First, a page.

Franklin Roosevelt’s dozen years as president saw him battle the Great Depression, Imperial Japan, and Nazi Germany. In Frank Costigliola’s view, Roosevelt was necessary for one more imposing task: preventing the Cold War. The tragedy was that FDR did not live long enough to complete it.
Costigliola, a historian at the University of Connecticut, maintains in his new book that Roosevelt’s death in April 1945 eliminated the one man who could have kept alive the wartime alliance between the United States and the Soviet Union. “The Cold War was not inevitable,’’ Costigliola writes. “Nor did that conflict stem solely from political disputes and the ideological clash between capitalism and communism.’’ Rather, it stemmed from mistrust between Soviet and American leaders, cultural differences between their two countries, and mistakes on both sides. Costigliola argues that FDR alone had the credibility, political skills, and strategic acumen required to overcome those obstacles.
Even with 60 years of writing on the Cold War’s origins behind us, “Roosevelt’s Lost Alliances’’ can boast of a novel thesis. Those few scholars willing to hinge the beginning of the decades-long conflict on a single leader have mostly fingered Joseph Stalin as the man responsible. Most contemporary historians believe that when World War II removed the common Axis threat, conflict between the two temporary allies proved unavoidable.
Of course, the depth and direction of that conflict was something less certain. Costigliola deftly shows that Stalin and Roosevelt really did have a unique relationship. Roosevelt had officially recognized the Soviet Union in 1933 and had led the American people from despising the Communist empire as an enemy to appreciating it as an ally. In addition, FDR had presided over the dispensation of vital aid to the Soviets and had reassured them that he intended to keep the wartime alliance intact. As a result, Stalin had respect and affection for Roosevelt he reserved for no other international leader, including Winston Churchill.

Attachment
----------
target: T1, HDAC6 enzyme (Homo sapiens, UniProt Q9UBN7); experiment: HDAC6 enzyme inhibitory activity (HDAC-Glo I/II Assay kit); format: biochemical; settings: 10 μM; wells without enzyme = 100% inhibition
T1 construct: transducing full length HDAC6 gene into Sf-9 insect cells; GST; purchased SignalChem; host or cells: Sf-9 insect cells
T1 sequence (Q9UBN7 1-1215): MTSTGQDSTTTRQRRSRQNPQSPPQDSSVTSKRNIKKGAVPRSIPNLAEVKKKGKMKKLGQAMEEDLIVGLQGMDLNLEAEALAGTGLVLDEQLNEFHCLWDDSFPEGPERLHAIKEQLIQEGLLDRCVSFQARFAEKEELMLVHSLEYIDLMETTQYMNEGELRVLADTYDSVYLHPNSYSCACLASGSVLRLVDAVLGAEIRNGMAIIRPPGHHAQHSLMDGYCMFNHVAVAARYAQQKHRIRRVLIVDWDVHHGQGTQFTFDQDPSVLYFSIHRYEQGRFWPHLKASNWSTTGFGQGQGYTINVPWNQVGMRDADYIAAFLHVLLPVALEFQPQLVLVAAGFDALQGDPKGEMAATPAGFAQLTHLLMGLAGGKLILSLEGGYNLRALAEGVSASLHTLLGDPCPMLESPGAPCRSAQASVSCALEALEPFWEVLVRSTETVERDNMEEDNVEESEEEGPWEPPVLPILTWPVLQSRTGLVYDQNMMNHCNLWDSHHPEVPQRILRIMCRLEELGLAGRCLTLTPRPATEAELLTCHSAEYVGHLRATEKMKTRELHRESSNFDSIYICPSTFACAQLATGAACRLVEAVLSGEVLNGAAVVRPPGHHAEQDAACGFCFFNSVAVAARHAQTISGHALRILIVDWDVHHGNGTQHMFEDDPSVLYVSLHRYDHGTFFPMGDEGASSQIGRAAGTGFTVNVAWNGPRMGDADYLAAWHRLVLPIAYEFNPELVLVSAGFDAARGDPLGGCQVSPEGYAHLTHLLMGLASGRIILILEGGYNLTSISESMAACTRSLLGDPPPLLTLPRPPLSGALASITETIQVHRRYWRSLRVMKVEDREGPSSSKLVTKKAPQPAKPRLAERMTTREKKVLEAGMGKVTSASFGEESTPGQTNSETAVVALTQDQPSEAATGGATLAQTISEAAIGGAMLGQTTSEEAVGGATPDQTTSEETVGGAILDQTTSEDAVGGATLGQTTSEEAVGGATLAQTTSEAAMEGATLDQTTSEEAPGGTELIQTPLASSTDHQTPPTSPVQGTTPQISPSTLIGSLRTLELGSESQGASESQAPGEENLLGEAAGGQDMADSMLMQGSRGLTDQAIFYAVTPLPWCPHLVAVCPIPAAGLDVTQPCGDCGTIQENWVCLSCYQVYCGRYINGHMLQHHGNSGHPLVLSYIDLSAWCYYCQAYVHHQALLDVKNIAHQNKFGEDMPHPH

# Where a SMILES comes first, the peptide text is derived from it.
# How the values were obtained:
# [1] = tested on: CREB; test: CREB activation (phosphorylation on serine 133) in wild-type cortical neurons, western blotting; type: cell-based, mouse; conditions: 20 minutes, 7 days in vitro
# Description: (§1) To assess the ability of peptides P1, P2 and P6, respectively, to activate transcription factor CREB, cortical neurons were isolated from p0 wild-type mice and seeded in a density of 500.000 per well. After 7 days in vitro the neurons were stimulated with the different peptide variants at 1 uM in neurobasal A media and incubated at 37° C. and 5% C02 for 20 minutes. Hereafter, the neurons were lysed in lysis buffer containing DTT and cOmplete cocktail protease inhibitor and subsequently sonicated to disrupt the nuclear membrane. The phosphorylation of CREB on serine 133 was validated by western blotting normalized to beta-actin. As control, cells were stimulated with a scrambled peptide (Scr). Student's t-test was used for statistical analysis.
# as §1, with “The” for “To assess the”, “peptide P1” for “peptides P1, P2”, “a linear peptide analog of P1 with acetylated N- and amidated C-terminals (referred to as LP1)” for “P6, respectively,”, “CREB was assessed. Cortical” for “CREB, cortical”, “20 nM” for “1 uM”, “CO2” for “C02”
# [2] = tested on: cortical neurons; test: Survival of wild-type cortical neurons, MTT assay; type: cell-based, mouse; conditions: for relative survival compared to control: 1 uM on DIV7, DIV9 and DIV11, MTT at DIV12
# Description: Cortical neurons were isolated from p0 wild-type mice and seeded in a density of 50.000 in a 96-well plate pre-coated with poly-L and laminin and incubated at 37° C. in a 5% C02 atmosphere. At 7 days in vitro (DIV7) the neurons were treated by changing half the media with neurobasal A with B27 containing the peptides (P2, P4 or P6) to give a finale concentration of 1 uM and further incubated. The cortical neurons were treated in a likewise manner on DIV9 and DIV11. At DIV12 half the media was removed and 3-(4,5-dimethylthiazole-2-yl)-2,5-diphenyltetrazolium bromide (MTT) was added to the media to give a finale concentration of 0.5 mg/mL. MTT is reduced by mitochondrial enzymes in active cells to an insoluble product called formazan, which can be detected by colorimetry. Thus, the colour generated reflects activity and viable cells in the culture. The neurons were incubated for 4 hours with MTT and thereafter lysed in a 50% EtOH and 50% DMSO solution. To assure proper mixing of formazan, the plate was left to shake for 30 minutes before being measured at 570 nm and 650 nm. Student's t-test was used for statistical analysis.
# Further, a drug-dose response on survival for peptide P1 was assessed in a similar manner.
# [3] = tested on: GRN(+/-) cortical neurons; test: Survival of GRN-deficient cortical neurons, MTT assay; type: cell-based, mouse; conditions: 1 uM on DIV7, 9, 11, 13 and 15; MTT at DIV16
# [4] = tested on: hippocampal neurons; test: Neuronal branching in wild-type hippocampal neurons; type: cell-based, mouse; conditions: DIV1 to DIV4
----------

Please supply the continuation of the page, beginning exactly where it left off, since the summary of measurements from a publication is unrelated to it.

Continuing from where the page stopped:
A famous anecdote Costigliola repeats illustrates the point. Churchill is the kind who, if you don’t watch him, would “slip a kopeck out of your pocket,’’ Stalin once told a confidant. And Roosevelt? He “is not like that. He dips in his hand only for bigger coins.’’ For Stalin, there could be few larger compliments. He admired FDR’s shrewdness and flexibility.
More than this, FDR surrounded himself for most of the war with equally skilled advisers and supporters. Truman, when he became president, did not have the same self-confidence in his judgment or wisdom to overrule his advisers when necessary, Costigliola believes. Partly as a result, he came prematurely to the conclusion that the United States would not be able to work with the Soviets. Similarly, Stalin had no experience or history with the new American president and relied on his typical aggressiveness.
“Roosevelt’s Lost Alliances’’ has a terrific familiarity with its subject. Costigliola examines all the latest research on the immediate postwar period and knows it well. His book functions as a solid counterpoint to those who believe great men do not make history. It is no small feat to find an original perspective on a hugely documented period such as the early Cold War era.
In the end, however, Costigliola’s thesis is just not convincing. For one thing, he undermines himself by showing how much Roosevelt lost when many of those closest to him, like Harry Hopkins, died or left his inner circle. And it seems unlikely that those influential advisers would have returned even if he had lived.
More importantly, it is just not plausible that the sphere of influence in Eastern Europe that Soviet leaders felt was necessary for security purposes would have been acceptable to any American leader. Republicans were able to make a successful campaign issue out of the agreement at Yalta, where FDR didn’t actually accede to any Soviet plans he could resist. Imagine what the GOP would have done with Roosevelt (or anybody else) willingly granting all of Eastern Europe to Stalin.
True, Truman was determined to assert himself as a strong leader. But he was also, for a long time, committed to keeping defense spending low and avoiding war. The political scientist Robert Jervis has argued, persuasively in my view, that the Korean War was as responsible as anything for solidifying Cold War tensions. And that conflict, we know, resulted primarily from misperceptions on Stalin’s part about American resolve in Korea. The Cold War may not have been inevitable. But two superpowers emerged from the wreckage of World War II with a history of tensions and rival global ideologies. They were not going to be allies forever, with or without FDR in the Oval Office a few years longer.
Jordan Michael Smith is a contributing writer at Salon.